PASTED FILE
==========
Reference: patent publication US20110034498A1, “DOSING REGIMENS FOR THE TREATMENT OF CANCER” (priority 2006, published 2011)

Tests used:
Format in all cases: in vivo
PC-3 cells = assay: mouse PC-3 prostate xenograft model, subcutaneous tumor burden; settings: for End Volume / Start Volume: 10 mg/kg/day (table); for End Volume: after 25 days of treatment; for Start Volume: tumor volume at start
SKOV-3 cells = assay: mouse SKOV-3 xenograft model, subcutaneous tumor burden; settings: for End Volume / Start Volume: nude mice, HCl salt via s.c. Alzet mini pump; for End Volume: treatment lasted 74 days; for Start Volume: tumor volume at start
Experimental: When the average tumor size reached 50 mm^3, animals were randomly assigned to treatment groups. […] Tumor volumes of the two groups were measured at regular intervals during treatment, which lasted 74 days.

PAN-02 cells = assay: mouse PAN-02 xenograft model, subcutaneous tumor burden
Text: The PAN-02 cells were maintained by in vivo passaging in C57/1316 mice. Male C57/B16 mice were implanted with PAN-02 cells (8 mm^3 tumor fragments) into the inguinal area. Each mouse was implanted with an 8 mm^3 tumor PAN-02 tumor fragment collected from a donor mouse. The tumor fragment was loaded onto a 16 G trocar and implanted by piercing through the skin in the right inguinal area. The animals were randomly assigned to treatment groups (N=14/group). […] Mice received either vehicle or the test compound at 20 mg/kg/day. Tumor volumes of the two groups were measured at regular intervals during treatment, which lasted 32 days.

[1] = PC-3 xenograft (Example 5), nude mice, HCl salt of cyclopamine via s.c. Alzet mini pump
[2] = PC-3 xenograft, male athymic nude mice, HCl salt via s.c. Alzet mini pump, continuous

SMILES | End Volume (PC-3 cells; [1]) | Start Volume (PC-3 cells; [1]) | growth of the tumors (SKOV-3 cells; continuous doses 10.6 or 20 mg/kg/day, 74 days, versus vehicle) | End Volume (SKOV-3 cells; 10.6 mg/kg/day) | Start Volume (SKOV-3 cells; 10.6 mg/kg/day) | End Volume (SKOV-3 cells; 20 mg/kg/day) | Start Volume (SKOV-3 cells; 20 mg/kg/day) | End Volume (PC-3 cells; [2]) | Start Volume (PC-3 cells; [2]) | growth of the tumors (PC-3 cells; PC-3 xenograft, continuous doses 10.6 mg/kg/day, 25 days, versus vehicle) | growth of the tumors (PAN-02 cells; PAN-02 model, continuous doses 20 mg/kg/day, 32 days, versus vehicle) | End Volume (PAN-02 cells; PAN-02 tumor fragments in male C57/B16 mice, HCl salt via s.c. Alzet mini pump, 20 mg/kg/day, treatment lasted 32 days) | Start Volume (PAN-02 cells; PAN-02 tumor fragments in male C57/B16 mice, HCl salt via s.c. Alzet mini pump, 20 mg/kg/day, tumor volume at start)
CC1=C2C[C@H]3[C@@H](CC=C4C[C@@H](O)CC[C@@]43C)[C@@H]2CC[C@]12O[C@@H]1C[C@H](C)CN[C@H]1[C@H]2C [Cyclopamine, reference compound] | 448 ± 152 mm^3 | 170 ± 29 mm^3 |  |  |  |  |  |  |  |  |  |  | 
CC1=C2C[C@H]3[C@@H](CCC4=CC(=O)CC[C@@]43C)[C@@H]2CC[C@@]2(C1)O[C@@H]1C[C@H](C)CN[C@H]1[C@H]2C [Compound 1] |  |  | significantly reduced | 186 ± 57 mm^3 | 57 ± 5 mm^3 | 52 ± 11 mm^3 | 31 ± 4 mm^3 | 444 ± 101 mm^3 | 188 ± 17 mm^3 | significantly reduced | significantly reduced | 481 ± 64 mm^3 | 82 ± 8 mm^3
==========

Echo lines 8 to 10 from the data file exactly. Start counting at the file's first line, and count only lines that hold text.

Text: The PAN-02 cells were maintained by in vivo passaging in C57/1316 mice. Male C57/B16 mice were implanted with PAN-02 cells (8 mm^3 tumor fragments) into the inguinal area. Each mouse was implanted with an 8 mm^3 tumor PAN-02 tumor fragment collected from a donor mouse. The tumor fragment was loaded onto a 16 G trocar and implanted by piercing through the skin in the right inguinal area. The animals were randomly assigned to treatment groups (N=14/group). […] Mice received either vehicle or the test compound at 20 mg/kg/day. Tumor volumes of the two groups were measured at regular intervals during treatment, which lasted 32 days.

[1] = PC-3 xenograft (Example 5), nude mice, HCl salt of cyclopamine via s.c. Alzet mini pump
[2] = PC-3 xenograft, male athymic nude mice, HCl salt via s.c. Alzet mini pump, continuous